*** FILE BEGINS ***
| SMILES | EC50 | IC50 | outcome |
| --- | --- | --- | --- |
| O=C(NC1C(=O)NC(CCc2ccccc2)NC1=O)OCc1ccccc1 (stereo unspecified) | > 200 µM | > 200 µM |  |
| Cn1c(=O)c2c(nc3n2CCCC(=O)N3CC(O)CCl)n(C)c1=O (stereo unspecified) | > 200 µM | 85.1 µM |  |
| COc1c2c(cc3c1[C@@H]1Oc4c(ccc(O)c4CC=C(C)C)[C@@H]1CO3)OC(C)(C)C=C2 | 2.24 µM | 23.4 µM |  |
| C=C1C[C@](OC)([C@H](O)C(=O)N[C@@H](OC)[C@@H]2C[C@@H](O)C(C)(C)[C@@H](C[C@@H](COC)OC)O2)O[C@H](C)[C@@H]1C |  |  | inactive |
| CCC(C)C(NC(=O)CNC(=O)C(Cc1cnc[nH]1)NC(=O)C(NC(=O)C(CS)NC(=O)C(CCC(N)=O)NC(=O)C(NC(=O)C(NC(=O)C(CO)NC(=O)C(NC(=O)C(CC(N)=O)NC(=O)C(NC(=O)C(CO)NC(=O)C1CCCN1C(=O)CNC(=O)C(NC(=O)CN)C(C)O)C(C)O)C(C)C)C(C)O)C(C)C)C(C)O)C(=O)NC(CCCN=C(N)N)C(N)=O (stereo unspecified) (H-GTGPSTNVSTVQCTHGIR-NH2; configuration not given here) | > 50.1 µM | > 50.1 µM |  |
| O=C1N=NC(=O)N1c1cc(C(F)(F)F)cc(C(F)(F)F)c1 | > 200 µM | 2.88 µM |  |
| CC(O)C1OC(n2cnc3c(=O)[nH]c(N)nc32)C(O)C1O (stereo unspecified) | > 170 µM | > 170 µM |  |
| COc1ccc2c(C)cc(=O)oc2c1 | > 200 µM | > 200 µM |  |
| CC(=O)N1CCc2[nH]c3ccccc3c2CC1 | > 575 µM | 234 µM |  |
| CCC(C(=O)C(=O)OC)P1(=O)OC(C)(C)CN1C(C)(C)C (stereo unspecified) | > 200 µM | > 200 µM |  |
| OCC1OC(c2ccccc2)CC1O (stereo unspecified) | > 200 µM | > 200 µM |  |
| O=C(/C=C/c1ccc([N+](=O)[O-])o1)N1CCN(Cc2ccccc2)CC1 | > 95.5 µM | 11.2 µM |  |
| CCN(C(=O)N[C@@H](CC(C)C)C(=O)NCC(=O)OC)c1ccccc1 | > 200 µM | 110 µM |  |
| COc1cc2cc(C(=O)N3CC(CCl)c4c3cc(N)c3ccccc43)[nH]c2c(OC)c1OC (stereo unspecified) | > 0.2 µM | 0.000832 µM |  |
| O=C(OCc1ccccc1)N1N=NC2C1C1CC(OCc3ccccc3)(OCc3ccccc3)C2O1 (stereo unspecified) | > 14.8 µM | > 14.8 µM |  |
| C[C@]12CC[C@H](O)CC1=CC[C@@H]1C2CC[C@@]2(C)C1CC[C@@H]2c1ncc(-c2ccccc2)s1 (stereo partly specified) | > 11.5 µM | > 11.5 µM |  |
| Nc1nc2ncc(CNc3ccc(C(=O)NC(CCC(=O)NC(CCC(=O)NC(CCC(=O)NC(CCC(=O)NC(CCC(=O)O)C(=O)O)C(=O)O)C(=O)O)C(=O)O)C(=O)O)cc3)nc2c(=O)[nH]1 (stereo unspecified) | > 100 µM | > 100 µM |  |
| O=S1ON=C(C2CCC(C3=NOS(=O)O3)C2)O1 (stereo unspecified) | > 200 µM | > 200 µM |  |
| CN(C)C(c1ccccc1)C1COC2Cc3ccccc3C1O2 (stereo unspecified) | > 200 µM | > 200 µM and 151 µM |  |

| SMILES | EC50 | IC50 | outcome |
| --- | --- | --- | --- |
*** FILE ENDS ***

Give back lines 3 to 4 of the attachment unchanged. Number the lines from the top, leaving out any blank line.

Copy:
| O=C(NC1C(=O)NC(CCc2ccccc2)NC1=O)OCc1ccccc1 (stereo unspecified) | > 200 µM | > 200 µM |  |
| Cn1c(=O)c2c(nc3n2CCCC(=O)N3CC(O)CCl)n(C)c1=O (stereo unspecified) | > 200 µM | 85.1 µM |  |